Professor Scott Small, Columbia University, USA
Roles of the endo-lysosomal system in dementia initiation and pathogenesis
Professor Rick Livesey, UCL/Great Ormond Street Institute of Child Health, UK
Endolysosome dysfunction is emerging as an important pathogenic process in many neurodegenerative diseases, including Alzheimer’s disease, frontotemporal dementia, and lysosomal storage disorders. Using human stem cell-derived neurons, the group has found that autosomal dominant mutations in PSEN1, APP and SORL1 causal for Alzheimer’s disease all cause defects in human neuronal endolysosome function, compromising the degradative phase of autophagy. Furthermore, the proteins encoded by all three genes are localised to the endolysosomal network and act in a single pathway to regulate endolysosome function. Endolysosome dysfunction occurs in young neurons, prior to any protein aggregation, affecting endosome size and number, lysosome transport to the neuronal cell body, lysosome maturation (reflected in protease activation) and lysosome function in the degradative phase of autophagy, indicating that endolysosome dysfunction is a primary pathogenic effect of monogenic AD mutations in these genes. Tauopathies, including AD, share a feature of apparent spatial spreading through neural networks, from affected to healthy neurons. Whole genome CRISPR screens in human neurons were used to identify genes and pathways required for neuronal uptake of both monomeric and aggregated tau. In addition to key surface receptors and receptor-mediated endocytosis, those screens found that disruption of different aspects of intracellular vesicular trafficking alters tau uptake, pointing to roles for the endolysosomal system in both neurodegenerative disease initiation and progression.
Dynein promotes retrograde transport of late endosomes in dendrites and is required for degradation of somatodendritic cargos
Dr Bettina Winckler, University of Virginia Medical School, USA
Unlike axons, dendrites in vertebrate neurons have microtubule arrays with mixed polarities. The question of how directional transport is organised in dendrites is thus a longstanding one. Dynein has been reported as either an anterograde or retrograde motor in dendrites. The group has studied endosomal transport in dendrites, in particular the trafficking of the neuronal dendritic membrane proteins NSG1/2. They previously found that NSG1/2 was endocytosed into dendritic early endosomes and then rapidly transported via late endosomes to the soma where most of the lysosomes reside. When Rab7 function was impaired by expression of Rab7-T22N, late endosomes carrying endocytosed NSG1/2 stopped moving and accumulated high levels of NSG1/2 throughout dendrites. The group now asks if movement of late endosomes towards the soma requires kinesin or dynein motors. Since the retrograde transport and subsequent degradation of NSG1/2 depended on Rab7, they first expressed two Rab7 effectors, FYCO1 which recruits kinesin and moves lysosomes to the cell periphery in fibroblasts, and RILP which recruits dynein and moves lysosomes to the cell centre in fibroblasts. RILP overexpression leads to massive re-localisation of late endosomes to the soma whereas FYCO1 overexpression does not. This observation suggests that dynein promotes retrograde movement of late endosomes in dendrites. In order to test this hypothesis more directly, the group carried out live imaging of Rab7-mCherry. Overexpression of DIC2-GFP leads to an increase in net retrograde movements of Rab7-positive compartments, but anterograde discursions are frequent as well. In addition, they live imaged Rab7-mCherry in the presence of dynein inhibitors (CC1-GFP, ciliobrevin). Both of these approaches largely halt Rab7 movements in dendrites. The group then determined if degradation of NSG1/2 was slowed if dynein function is disrupted with CC1 overexpression. They find that NSG1/2 accumulates in dispersed compartments in dendrites and degradation is slowed. In addition, they find reduced accumulation of acidified (Lysotracker-positive) compartments in somata of CC1-GFP expressing neurons. Lastly, DQ-BSA conversion to red (a degradative tracer) is reduced in the somata of CC1-GFP expressing neurons. These data show that late endosomes use dynein motors for net motility to the soma and thus use dendritic plus end-out microtubules as their tracks for motility.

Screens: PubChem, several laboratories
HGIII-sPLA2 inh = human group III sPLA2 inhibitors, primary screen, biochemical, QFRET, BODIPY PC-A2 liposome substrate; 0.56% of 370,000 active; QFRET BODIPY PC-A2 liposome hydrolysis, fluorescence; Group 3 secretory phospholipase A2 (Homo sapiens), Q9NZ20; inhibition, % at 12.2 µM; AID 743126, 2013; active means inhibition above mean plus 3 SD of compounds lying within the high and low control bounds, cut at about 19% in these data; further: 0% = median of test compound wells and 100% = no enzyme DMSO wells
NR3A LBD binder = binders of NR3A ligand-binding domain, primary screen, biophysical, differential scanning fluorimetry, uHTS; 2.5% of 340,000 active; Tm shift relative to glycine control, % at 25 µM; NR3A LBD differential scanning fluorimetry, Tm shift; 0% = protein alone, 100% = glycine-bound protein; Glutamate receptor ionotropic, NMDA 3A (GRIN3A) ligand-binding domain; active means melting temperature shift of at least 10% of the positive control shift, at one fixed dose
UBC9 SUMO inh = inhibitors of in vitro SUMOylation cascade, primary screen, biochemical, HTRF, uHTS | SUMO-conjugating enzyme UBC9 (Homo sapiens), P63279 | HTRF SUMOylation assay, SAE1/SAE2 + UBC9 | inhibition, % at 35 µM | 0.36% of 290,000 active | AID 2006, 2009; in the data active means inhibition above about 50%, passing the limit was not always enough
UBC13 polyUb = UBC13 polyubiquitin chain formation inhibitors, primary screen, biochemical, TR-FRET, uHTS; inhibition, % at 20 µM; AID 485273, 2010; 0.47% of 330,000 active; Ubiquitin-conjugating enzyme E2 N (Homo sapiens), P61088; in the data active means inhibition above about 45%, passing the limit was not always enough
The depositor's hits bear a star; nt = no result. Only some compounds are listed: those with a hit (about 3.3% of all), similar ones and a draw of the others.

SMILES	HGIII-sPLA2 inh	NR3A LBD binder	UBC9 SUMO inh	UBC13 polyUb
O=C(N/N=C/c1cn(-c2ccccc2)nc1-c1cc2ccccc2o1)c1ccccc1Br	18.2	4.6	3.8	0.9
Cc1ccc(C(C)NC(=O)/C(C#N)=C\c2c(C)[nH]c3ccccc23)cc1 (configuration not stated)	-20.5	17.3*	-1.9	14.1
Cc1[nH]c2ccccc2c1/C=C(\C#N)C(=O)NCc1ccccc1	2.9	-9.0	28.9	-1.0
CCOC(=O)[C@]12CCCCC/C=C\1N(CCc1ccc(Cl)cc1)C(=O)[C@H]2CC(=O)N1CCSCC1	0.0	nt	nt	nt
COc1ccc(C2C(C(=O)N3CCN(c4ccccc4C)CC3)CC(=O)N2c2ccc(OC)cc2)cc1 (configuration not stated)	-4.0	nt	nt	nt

Endosomal trafficking is required for the normal maturation of the Alzheimer’s-associated protein SORLA
Professor Olav Andersen, Aarhus University, Denmark
SORL1 is among the most significant genetic factors that affect development of Alzheimer’s disease (AD). This gene encodes a sorting receptor, SORLA, involved in trafficking of multiple different cargoes between cell surface and golgi/endosomal compartments.
SORLA undegoes posttranslational modifications and maturation with ultimate ectodomain shedding, however knowledge of these processes remains limited. Here it is demonstrated that SORLA exists in two forms at the plasma membrane, an immature and a mature form, characterised by distinct N-glycosylation profiles. The mature receptor form is shed from the cell surface, whereas immature form of sorLA does not undergo shedding. Conversion of the immature to the mature N-glycan profile relies on endocytosis and recycling of the receptor to the cell surface by a retromer-dependent endosomal trafficking pathway.
Understanding the maturation process of SORLA has implications for assessment of genetic SORL1 variants identified in AD patients, as mutations that cause misfolding or trafficking dysfunction are likely to impair maturation. Therefore, the data presented point to impaired maturation as a signature of AD-associated SORLA dysfunction. This can be utilised for future functional studies to assess pathogenicity of genetic SORL1 variants.
Selected short presentation
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